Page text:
Rising Starr teacher Barbara James earns first Clayton State Retirees Association Scholarship

Wed, 04/23/2008 - 9:53am
By: The Citizen

It is perhaps too obvious a connection to say that the first recipient of the Clayton State University Retirees Association (CSRA) Scholarship is a rising star among the University’s graduate students.

But it’s true.

Barbara G. James, who teaches English and gifted English to eighth graders at Fayette County’s Rising Starr Middle School, is indeed the first Clayton State University student to be awarded CSRA’s yearly $1,000 scholarship – the first such award at Clayton State targeted specifically to graduate students. One the university’s first 14 graduate students, James enrolled in the master of arts in liberal studies (MALS) program in 2006 and immediately made an impression on her first professor, Dr. Bill Pasch.

“Having met Barbara in the first semester of the operation of the MALS program, I can say without hesitation that she actually helped teach `Great Books’ week in and week out, so total was her dedication not just to our chosen texts but to the study of imaginative literature in general,” he said.

The university’s first graduate program, MALS has helped lead the way for three additional graduate programs – an MBA, a master of science in nursing and a master of health administration. In a similar fashion, as one of the university’s first graduate students, and an outstanding one at that, James has helped lead the way for dozens of graduate students over the past year-and-a-half.

A graduate of Fayette County High School, James has an undergraduate degree in American Studies from Wesleyan College in Macon, Ga. She subsequently married a Macon native, William B. “Bill” James, and lived there for 23 years before returning home to Fayetteville 12 years ago. Currently in her 19th year as an eighth grade teacher, she has also previously coached the Academic Team and sponsored school newspapers, literary magazines and a drama club.

Although, as Pasch and her fellow graduate students have noted, James is already an expert on literature, she is taking the history track in the MALS program.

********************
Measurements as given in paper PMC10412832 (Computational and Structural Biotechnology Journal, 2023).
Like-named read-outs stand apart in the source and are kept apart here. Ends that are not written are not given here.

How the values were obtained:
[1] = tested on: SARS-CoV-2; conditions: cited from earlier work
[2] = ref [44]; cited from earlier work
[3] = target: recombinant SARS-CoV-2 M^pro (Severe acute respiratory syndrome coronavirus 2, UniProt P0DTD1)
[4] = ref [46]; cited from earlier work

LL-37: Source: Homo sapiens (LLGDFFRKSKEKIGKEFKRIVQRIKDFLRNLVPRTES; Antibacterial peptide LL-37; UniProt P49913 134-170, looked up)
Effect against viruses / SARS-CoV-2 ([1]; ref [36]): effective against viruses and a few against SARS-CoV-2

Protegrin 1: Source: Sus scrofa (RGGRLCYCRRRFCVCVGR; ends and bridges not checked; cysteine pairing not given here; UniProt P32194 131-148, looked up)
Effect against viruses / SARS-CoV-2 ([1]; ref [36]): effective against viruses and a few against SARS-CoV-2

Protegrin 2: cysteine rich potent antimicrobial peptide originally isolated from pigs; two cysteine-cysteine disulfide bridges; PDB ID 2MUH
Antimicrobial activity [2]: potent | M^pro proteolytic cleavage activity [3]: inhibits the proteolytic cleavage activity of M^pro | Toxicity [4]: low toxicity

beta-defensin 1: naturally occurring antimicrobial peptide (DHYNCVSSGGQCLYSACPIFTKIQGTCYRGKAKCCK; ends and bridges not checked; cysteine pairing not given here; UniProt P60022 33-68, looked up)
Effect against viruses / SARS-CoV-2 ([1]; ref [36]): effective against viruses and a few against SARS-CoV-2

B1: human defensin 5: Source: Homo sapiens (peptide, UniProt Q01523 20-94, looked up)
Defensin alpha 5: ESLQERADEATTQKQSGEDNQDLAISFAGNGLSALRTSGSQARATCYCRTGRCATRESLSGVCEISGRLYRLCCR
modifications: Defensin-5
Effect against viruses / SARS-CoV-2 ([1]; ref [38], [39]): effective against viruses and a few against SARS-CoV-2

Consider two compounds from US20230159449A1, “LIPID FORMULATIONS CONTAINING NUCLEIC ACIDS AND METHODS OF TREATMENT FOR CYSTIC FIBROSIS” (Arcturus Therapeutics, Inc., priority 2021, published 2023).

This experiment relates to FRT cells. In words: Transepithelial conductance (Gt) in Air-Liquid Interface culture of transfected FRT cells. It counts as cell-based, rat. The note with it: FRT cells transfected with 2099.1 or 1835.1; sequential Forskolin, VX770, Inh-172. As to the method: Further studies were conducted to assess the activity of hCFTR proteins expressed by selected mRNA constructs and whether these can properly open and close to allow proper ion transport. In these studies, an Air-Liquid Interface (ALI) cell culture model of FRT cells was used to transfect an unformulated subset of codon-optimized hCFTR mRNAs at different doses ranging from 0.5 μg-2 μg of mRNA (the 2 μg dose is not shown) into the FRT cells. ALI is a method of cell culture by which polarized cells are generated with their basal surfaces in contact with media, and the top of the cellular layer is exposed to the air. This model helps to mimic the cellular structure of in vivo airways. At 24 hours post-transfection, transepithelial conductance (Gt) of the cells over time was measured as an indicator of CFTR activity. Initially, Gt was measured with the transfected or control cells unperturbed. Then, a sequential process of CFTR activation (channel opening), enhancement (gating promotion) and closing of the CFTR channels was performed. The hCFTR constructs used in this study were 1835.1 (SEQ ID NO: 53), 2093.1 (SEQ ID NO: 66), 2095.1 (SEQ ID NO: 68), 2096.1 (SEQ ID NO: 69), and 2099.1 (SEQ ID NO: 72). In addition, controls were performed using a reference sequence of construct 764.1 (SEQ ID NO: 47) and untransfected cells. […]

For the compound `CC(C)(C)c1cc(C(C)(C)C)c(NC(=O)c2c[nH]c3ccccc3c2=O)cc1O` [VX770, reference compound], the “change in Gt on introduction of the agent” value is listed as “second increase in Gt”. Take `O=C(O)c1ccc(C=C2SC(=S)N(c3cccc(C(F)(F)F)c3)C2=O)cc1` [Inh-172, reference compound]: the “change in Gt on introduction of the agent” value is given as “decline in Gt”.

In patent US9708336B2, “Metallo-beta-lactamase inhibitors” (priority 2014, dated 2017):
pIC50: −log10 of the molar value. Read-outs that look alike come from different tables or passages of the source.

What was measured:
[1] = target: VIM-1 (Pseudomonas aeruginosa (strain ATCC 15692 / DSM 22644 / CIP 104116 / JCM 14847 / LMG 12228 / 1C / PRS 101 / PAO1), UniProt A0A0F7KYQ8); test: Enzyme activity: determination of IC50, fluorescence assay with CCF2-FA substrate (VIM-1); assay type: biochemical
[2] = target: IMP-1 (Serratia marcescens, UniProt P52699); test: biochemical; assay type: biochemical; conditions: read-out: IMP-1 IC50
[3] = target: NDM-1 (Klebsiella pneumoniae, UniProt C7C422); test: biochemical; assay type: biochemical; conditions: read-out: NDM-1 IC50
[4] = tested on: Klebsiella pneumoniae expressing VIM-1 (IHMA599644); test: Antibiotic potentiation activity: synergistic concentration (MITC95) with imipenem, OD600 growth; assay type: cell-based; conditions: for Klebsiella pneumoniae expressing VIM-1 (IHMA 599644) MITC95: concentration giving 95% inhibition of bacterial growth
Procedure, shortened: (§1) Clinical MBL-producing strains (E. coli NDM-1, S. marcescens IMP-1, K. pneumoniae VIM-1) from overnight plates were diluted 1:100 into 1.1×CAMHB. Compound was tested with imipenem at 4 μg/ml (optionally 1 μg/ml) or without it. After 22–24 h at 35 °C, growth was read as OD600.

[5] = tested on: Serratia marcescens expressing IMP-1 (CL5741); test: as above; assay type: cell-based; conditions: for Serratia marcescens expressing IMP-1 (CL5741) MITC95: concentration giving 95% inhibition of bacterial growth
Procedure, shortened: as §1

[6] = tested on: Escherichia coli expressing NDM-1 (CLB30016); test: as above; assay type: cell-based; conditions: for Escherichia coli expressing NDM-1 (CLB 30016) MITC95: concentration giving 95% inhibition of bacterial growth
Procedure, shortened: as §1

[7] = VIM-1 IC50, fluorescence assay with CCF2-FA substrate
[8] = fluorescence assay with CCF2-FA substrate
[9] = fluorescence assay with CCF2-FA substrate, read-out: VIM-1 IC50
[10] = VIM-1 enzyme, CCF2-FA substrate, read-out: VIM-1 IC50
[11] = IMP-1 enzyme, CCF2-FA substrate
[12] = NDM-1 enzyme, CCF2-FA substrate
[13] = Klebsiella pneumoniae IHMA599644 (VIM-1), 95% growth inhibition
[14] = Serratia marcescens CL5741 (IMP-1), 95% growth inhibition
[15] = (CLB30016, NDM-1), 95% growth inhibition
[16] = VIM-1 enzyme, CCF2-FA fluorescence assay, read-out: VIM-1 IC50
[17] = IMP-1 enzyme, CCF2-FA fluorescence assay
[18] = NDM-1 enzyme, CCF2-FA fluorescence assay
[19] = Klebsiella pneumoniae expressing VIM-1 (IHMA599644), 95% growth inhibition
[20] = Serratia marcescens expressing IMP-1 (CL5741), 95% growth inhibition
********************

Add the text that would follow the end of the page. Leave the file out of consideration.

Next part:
"I am passionate about literature, especially Southern authors, and history, especially Southern history,” she said. “I am pursuing a degree in history which I hope will not only make me a better teacher, but will prepare me to volunteer after retirement at the State or National Archives or a similar institution.

“In due time I hope to retire to the North Georgia mountains, my `spiritual home,’ where I hope God will grant me enough time to write a historical novel about my Huguenot ancestors leaving France and coming to the New World,” she added.

Like many of her fellow MALS students, James is a non-traditional student, returning to class in a different role from her profession at Rising Starr. Although she had her doubts at first about becoming a student again, James says it’s been a great experience.

“I had my doubts about pursuing this degree at my age, but it has been one of the most exciting things I have ever done,” she said. “I have been impressed in particular with the professors I have encountered in the MALS program and with the program in general. One aspect that I especially like is that there are participants of all ages and backgrounds in the program. Another is the collegiality that the program strives to foster among, not just the participants, but between the students and the faculty as well. I can't say enough about how interesting, as well as enlightening, the courses have been.”

The Jameses have two daughters. Erin is currently working toward a master's in library science through Florida State University and Lana is a senior at Kennesaw State University getting a degree in Spanish and ESOL education.

“Words can never express how honored I feel to have been chosen as the recipient of the first Clayton State Retiree's Scholarship. The retirees have been so supportive and kind in so many ways, as has the administration,” James said. “The boost to my confidence from this honor is immeasurable; it has been a constant reminder that we can all reach the goal of being a `lifelong learner.’ I simply cannot say enough good things about every aspect of my experience at Clayton State.”

And there are many in the Clayton State Retirees Association, and the Clayton State College of Professional Studies, who would say good things about James.

A unit of the University System of Georgia, Clayton State University is a comprehensive metropolitan university located 15 miles southeast of downtown Atlanta.

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